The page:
|Publication number||US5318763 A|
|Application number||US 07/847,033|
|Publication date||Jun 7, 1994|
|Filing date||Jul 25, 1991|
|Priority date||Aug 4, 1990|
|Also published as||DE69109461D1, DE69109461T2, EP0495037A1, EP0495037B1, WO1992002452A1|
|Publication number||07847033, 847033, PCT/1991/1250, PCT/GB/1991/001250, PCT/GB/1991/01250, PCT/GB/91/001250, PCT/GB/91/01250, PCT/GB1991/001250, PCT/GB1991/01250, PCT/GB1991001250, PCT/GB199101250, PCT/GB91/001250, PCT/GB91/01250, PCT/GB91001250, PCT/GB9101250, US 5318763 A, US 5318763A, US-A-5318763, US5318763 A, US5318763A|
|Inventors||Greville E. G. Bagg, Anthony W. Arber|
|Original Assignee||The Secretary Of State For Defence In Her Britannic Majesty's Government Of The United Kingdom Of Great Britain And Northern Ireland|
|Export Citation||BiBTeX, EndNote, RefMan|
|Patent Citations (5), Referenced by (3), Classifications (4), Legal Events (5)|
|External Links: USPTO, USPTO Assignment, Espacenet|
This invention relates to the preparation of dinitrogen pentoxide (N2 O5) by the reaction between dinitrogen pentoxide (N2 O4) and ozone.
N2 O5 is a powerful and selective nitrating agent, especially when dissolved in inert organic solvents. Hitherto, its use as a nitrating agent has been limited because of its relatively high cost and lower thermal stability.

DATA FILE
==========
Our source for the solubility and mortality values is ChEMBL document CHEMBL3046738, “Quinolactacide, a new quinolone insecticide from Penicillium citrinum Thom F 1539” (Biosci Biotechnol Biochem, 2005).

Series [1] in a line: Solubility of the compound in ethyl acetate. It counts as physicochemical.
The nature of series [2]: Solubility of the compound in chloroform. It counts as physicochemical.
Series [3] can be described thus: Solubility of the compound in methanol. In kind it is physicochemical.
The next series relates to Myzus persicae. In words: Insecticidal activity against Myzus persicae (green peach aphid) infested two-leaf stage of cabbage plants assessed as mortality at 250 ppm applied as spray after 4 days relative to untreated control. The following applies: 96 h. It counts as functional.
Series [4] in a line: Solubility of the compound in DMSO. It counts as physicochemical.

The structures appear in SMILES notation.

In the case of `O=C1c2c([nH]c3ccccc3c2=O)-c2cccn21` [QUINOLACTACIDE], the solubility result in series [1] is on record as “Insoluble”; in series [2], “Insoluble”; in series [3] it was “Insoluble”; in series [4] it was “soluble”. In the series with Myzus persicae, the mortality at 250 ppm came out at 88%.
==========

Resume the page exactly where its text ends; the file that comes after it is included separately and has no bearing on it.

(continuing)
One process of N2 O5 preparation which is capable of producing a high purity product with a relatively long shelf life is the reaction of gaseous N2 O4 with ozone. Ozone is produced at a maximum concentration of about 4 wt% in oxygen within a silent electrical discharge ozoniser, and is immediately reacted with a stoichiometric amount of N2 O4 vapour in an inert gas carrier to give N2 O5. The inert gas stream containing the N2 O5 product is then brought into contact with a cold surface maintained at a low temperature of typically -70° C. to condense out the product as a solid, whilst at the same time minimizing losses.
There are several disadvantages with this process. These are:
1. Since the concentration of ozone in the carrier gas stream is very low, the volume of carrier gas is high in comparison with the volume of gaseous N2 O5 product. The potential for product losses in the carrier gas is therefore high, which is one reason for employing a very low recovery temperature.
2. The reaction between N2 O4 and ozone is exothermic, which has a detrimental effect in the thermally unstable N2 O5 product.
3. The recovered product is a solid which is difficult to transport, store, and use.